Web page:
My original plan was to present Amsteel 7/32" rope as a light weight alternative to the Philmont ropes.  However as I did my research and talked with one of their rangers from last summer, I found the practice of using lighter rope has been discontinued.  In looking for an explanation it became clear one major problems with the thinner rope was the ability to haul heavy loads up on the bear cables.  Not that the rope could not handle the load, it was the Scouts unable to pull the load on such thin rope.  My crew always wrapped the cord around a stick but evidently this didn't work when other crews tried it.
So the question would be why were the bear bags so heavy?  After all there should only be food, sun screen, insect repellent and a few other smellables.  But from my last trip out I remember that is not always the case. One major source of weight is drink bottles.  On the east coast we seldom worry about a water bottle that has had Gatorade or some other drink mix in it.  Our bears are a little more cautious of humans and have an easier time finding something to eat other than electrolyte replacements.  At Philmont, the bears regularly chew up Nalgene bottles that have been used to mix Gatorade.  As a result, all bottles used for drink mix are hung each night.  Now an empty bottle is not that big a deal but think about a crew with six boys and they all have two bottles full of water to haul up on the cable.  My suggestion is have each boy bring only one hard plastic bottle (other water containers should be soft sided like a Platypus) designated for drink mix.  Around 5 PM remind them to drink whatever is in the bottle.  This way all the bottles hung on your bear line are empty.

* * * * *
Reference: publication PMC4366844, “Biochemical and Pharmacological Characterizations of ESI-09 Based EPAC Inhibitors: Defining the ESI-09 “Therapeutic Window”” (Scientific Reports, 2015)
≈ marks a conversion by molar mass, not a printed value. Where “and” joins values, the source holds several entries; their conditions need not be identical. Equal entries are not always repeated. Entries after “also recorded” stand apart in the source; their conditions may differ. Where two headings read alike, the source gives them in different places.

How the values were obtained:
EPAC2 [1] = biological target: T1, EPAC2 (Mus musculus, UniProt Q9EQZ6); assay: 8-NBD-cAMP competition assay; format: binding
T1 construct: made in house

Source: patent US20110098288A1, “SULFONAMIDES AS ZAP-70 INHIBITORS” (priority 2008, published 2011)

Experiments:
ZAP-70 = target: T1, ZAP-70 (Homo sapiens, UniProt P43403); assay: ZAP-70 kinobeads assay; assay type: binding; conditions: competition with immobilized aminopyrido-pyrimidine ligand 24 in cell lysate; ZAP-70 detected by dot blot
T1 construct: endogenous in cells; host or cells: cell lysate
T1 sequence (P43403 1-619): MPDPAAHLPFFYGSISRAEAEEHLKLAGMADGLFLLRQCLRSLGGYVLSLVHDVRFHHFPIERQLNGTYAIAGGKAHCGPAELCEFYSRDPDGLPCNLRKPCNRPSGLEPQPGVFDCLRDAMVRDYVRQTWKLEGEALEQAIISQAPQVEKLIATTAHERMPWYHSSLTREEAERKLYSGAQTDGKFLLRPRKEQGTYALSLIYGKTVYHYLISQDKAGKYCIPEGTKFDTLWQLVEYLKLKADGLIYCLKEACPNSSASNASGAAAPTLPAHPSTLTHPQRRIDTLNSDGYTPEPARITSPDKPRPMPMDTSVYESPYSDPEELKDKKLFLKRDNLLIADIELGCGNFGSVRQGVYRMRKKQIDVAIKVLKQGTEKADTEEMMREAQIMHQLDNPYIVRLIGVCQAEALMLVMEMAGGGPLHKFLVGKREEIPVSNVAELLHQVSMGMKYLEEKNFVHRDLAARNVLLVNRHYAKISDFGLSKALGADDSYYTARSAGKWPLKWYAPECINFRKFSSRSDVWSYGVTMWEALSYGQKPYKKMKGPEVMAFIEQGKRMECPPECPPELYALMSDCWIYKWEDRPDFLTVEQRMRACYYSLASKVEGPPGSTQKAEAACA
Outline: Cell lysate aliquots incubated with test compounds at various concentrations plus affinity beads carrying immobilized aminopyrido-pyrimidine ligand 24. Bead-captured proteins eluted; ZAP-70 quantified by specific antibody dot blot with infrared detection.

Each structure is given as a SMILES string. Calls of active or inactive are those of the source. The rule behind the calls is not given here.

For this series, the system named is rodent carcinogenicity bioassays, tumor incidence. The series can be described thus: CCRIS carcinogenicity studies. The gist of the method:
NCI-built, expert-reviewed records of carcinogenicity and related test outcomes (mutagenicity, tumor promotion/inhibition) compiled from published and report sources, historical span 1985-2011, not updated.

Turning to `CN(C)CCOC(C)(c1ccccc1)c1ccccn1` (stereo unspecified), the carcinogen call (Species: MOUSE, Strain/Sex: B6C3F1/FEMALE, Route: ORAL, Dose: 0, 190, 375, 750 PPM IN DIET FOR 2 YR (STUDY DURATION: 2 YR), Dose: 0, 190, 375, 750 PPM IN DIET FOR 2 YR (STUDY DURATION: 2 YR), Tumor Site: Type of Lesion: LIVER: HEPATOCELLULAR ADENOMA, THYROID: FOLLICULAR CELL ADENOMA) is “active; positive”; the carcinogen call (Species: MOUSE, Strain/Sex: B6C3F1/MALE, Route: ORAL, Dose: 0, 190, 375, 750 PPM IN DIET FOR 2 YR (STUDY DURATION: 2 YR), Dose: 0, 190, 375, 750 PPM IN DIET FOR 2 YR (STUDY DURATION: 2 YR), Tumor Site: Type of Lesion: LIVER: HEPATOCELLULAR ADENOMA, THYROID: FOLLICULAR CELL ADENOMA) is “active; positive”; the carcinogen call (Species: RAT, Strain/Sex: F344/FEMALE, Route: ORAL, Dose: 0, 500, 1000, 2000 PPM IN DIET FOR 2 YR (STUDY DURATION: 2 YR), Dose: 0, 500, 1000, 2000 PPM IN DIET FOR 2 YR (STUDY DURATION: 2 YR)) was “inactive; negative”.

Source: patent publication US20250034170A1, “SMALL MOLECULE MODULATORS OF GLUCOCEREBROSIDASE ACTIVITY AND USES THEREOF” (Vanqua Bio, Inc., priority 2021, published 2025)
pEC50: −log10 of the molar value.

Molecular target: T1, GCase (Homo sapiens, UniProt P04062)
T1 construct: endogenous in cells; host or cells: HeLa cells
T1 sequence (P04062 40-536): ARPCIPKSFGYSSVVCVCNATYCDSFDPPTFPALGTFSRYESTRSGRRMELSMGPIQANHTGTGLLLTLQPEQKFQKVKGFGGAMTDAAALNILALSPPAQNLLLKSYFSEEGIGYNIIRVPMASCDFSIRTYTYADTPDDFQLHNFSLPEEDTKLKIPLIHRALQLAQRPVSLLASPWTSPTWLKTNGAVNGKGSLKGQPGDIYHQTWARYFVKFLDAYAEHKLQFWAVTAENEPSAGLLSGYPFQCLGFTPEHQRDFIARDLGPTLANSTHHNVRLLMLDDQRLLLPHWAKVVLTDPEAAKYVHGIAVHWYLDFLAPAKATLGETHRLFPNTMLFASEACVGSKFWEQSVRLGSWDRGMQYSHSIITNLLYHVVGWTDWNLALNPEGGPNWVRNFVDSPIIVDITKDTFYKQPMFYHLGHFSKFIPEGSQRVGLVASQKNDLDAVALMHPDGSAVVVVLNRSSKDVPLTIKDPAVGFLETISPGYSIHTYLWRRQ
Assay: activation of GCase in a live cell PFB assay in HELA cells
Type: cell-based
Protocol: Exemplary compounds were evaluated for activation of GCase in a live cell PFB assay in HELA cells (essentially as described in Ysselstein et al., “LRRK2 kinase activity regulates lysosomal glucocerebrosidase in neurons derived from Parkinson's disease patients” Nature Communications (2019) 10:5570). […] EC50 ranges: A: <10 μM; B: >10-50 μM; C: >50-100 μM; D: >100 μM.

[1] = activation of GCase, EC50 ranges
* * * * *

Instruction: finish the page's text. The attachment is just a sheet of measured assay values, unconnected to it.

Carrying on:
Another source of weight could be the goodie bag. Philmont gives you an ample supply of food. Boys that are not big eaters or whom are picky eaters may not eat as much food as they are supplied. Some leaders believe in cooking all the food they are given. There is a good rationale for that line of thinking. The members of the crew are hiking a lot miles and need calories. But if it gets cooked and not eaten then you have more weight to carry. And this is messy weight. I've found it is normal for backpackers not eat a lot the first couple of days. Don't worry as long as they are eating something. About day three or four they will start to eat. They will be hitting the hiker boxes at every camp looking for snacks. Watch the nut butters. They will usually go for them first. 
Philmont also requires you to carry their bear bags.  They are not heavy and with the abrasive dirt they are exposed to it is probably a better idea than trying to use your own.  I would suggest having individual stuff sacks or large plastic zip lock bags for each boy to store his smellables.  This way in the morning each crew member simply retrieves his bag from the bear bags instead of spending time sorting it out.  Remember at Philmont the daytime temperatures can approach triple digits so hiking early and enjoying the midday shade makes a lot of sense.